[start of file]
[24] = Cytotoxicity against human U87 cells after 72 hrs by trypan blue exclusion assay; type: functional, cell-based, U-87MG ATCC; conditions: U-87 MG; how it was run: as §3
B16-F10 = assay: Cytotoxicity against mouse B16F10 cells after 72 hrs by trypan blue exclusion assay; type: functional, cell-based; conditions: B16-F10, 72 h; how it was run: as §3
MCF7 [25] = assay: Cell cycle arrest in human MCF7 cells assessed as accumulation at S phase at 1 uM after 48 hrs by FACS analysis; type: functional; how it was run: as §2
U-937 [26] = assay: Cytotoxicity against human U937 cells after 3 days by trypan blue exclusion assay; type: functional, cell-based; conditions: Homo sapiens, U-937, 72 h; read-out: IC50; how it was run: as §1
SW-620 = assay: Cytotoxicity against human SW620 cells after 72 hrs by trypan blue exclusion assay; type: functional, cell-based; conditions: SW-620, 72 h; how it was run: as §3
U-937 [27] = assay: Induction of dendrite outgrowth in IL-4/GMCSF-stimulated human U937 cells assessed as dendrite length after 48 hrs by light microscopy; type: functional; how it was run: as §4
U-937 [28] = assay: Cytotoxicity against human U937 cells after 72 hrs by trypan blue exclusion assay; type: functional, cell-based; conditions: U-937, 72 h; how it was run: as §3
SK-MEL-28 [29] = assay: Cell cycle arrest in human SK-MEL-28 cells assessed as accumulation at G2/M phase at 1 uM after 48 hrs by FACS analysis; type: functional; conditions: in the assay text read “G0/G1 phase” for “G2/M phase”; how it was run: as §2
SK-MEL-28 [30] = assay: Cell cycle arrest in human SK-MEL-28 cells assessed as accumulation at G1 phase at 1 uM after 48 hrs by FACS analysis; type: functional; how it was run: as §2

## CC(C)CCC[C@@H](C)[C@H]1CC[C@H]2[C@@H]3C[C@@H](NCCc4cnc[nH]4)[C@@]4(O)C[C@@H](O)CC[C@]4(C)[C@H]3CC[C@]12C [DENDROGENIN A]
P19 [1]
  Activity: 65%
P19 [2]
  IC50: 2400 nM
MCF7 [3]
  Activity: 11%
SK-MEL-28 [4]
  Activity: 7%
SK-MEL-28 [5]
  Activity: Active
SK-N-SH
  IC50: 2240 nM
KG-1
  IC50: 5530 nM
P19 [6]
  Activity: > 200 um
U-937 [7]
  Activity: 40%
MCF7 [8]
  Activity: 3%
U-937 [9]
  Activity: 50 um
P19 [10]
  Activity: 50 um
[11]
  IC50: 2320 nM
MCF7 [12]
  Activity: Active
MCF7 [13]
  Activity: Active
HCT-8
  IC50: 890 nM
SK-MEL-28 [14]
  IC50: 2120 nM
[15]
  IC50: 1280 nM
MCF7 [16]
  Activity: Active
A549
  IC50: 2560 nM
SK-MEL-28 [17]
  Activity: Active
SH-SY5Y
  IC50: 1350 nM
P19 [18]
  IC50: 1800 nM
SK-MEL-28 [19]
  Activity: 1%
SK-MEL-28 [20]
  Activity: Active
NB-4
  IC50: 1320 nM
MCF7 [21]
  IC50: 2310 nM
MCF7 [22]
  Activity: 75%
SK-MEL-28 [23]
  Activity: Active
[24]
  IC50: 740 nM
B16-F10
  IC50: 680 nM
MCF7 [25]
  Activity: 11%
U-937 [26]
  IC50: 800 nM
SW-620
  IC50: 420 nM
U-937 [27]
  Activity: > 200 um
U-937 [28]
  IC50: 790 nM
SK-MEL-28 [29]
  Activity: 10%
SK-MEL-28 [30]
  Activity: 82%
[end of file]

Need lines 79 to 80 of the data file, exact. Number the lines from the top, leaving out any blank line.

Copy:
U-937 [27]
  Activity: > 200 um